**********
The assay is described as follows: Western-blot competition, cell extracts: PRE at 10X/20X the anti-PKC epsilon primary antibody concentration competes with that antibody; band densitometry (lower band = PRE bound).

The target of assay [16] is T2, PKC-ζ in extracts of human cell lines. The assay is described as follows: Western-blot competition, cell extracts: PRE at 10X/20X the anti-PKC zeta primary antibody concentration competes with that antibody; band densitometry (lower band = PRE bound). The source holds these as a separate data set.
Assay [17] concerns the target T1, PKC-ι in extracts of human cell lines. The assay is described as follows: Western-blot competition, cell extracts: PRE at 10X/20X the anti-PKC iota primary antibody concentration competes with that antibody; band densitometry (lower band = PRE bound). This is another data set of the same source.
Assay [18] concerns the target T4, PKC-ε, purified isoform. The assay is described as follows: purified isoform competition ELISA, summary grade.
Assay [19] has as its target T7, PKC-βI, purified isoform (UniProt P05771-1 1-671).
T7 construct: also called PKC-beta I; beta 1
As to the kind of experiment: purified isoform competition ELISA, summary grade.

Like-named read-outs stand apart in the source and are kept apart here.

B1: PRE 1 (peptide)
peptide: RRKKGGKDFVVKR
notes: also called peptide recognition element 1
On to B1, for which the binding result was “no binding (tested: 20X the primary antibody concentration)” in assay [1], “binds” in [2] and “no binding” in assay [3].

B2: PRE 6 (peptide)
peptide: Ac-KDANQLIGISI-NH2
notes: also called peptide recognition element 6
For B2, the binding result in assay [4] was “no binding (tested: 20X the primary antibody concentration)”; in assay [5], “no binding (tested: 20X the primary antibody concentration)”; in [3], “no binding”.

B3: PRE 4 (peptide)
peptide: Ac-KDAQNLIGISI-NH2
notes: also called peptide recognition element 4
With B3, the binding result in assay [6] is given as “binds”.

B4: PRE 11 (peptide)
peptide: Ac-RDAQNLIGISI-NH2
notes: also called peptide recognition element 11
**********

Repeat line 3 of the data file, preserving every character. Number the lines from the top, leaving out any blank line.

Assay [17] concerns the target T1, PKC-ι in extracts of human cell lines. The assay is described as follows: Western-blot competition, cell extracts: PRE at 10X/20X the anti-PKC iota primary antibody concentration competes with that antibody; band densitometry (lower band = PRE bound). This is another data set of the same source.